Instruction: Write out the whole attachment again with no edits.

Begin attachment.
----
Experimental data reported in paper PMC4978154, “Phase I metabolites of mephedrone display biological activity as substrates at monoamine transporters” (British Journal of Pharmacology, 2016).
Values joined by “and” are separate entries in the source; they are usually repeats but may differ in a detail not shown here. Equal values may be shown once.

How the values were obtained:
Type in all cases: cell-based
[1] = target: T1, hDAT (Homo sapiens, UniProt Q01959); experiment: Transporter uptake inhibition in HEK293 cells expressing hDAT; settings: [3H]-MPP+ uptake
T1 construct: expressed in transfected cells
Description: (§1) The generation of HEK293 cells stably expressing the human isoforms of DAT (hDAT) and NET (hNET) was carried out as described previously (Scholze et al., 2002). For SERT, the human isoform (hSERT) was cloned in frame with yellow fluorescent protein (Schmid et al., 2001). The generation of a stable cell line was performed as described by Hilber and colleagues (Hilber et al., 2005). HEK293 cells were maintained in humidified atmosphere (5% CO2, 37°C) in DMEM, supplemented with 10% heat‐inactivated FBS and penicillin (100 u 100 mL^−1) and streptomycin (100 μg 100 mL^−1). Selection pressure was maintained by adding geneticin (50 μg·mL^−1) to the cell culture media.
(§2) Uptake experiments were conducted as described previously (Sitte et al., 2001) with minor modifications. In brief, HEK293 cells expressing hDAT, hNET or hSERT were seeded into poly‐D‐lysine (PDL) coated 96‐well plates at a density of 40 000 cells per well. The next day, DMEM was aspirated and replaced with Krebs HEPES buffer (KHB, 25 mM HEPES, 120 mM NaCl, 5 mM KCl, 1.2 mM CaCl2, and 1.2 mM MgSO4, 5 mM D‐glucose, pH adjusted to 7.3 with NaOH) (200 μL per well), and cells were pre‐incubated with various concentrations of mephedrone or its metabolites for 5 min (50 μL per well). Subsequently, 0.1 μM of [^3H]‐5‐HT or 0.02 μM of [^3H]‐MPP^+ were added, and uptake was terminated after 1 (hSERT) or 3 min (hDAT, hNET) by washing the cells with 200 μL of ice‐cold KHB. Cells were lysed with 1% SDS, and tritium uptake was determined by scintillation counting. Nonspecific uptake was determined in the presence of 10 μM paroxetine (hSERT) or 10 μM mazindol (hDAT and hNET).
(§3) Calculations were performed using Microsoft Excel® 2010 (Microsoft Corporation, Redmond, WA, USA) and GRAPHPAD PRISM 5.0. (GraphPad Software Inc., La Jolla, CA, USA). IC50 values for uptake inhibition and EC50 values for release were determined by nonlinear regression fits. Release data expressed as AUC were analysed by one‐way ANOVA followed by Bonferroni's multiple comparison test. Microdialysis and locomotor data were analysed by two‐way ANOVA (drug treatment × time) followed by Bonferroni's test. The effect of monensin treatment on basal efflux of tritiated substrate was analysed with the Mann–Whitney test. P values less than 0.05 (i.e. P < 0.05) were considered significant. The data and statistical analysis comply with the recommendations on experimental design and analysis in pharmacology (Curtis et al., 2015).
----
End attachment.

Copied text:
Experimental data reported in paper PMC4978154, “Phase I metabolites of mephedrone display biological activity as substrates at monoamine transporters” (British Journal of Pharmacology, 2016).
Values joined by “and” are separate entries in the source; they are usually repeats but may differ in a detail not shown here. Equal values may be shown once.

How the values were obtained:
Type in all cases: cell-based
[1] = target: T1, hDAT (Homo sapiens, UniProt Q01959); experiment: Transporter uptake inhibition in HEK293 cells expressing hDAT; settings: [3H]-MPP+ uptake
T1 construct: expressed in transfected cells
Description: (§1) The generation of HEK293 cells stably expressing the human isoforms of DAT (hDAT) and NET (hNET) was carried out as described previously (Scholze et al., 2002). For SERT, the human isoform (hSERT) was cloned in frame with yellow fluorescent protein (Schmid et al., 2001). The generation of a stable cell line was performed as described by Hilber and colleagues (Hilber et al., 2005). HEK293 cells were maintained in humidified atmosphere (5% CO2, 37°C) in DMEM, supplemented with 10% heat‐inactivated FBS and penicillin (100 u 100 mL^−1) and streptomycin (100 μg 100 mL^−1). Selection pressure was maintained by adding geneticin (50 μg·mL^−1) to the cell culture media.
(§2) Uptake experiments were conducted as described previously (Sitte et al., 2001) with minor modifications. In brief, HEK293 cells expressing hDAT, hNET or hSERT were seeded into poly‐D‐lysine (PDL) coated 96‐well plates at a density of 40 000 cells per well. The next day, DMEM was aspirated and replaced with Krebs HEPES buffer (KHB, 25 mM HEPES, 120 mM NaCl, 5 mM KCl, 1.2 mM CaCl2, and 1.2 mM MgSO4, 5 mM D‐glucose, pH adjusted to 7.3 with NaOH) (200 μL per well), and cells were pre‐incubated with various concentrations of mephedrone or its metabolites for 5 min (50 μL per well). Subsequently, 0.1 μM of [^3H]‐5‐HT or 0.02 μM of [^3H]‐MPP^+ were added, and uptake was terminated after 1 (hSERT) or 3 min (hDAT, hNET) by washing the cells with 200 μL of ice‐cold KHB. Cells were lysed with 1% SDS, and tritium uptake was determined by scintillation counting. Nonspecific uptake was determined in the presence of 10 μM paroxetine (hSERT) or 10 μM mazindol (hDAT and hNET).
(§3) Calculations were performed using Microsoft Excel® 2010 (Microsoft Corporation, Redmond, WA, USA) and GRAPHPAD PRISM 5.0. (GraphPad Software Inc., La Jolla, CA, USA). IC50 values for uptake inhibition and EC50 values for release were determined by nonlinear regression fits. Release data expressed as AUC were analysed by one‐way ANOVA followed by Bonferroni's multiple comparison test. Microdialysis and locomotor data were analysed by two‐way ANOVA (drug treatment × time) followed by Bonferroni's test. The effect of monensin treatment on basal efflux of tritiated substrate was analysed with the Mann–Whitney test. P values less than 0.05 (i.e. P < 0.05) were considered significant. The data and statistical analysis comply with the recommendations on experimental design and analysis in pharmacology (Curtis et al., 2015).